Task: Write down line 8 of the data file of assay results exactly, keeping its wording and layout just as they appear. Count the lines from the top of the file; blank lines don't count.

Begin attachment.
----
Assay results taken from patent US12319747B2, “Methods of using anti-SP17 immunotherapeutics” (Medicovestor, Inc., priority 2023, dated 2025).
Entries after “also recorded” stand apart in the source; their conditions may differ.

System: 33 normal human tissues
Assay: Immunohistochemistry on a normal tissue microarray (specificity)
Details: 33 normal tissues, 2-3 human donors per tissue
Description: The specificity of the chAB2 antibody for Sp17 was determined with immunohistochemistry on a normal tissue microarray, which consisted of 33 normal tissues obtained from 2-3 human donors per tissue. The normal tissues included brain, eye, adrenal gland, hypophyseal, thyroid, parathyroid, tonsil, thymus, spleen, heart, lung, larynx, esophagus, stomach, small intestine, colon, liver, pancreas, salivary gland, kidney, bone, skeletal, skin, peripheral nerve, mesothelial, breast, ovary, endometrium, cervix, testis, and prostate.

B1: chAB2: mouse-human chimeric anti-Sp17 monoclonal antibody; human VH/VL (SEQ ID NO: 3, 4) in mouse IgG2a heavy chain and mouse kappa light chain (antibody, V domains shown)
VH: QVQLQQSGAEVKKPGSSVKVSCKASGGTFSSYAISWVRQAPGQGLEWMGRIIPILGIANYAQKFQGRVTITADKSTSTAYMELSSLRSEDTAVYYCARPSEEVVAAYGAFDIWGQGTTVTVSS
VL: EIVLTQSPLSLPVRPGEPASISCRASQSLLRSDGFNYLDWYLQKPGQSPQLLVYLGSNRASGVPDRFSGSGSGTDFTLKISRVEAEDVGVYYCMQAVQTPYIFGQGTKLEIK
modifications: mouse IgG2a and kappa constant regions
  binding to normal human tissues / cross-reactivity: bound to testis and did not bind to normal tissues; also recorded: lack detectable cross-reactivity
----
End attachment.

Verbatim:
VH: QVQLQQSGAEVKKPGSSVKVSCKASGGTFSSYAISWVRQAPGQGLEWMGRIIPILGIANYAQKFQGRVTITADKSTSTAYMELSSLRSEDTAVYYCARPSEEVVAAYGAFDIWGQGTTVTVSS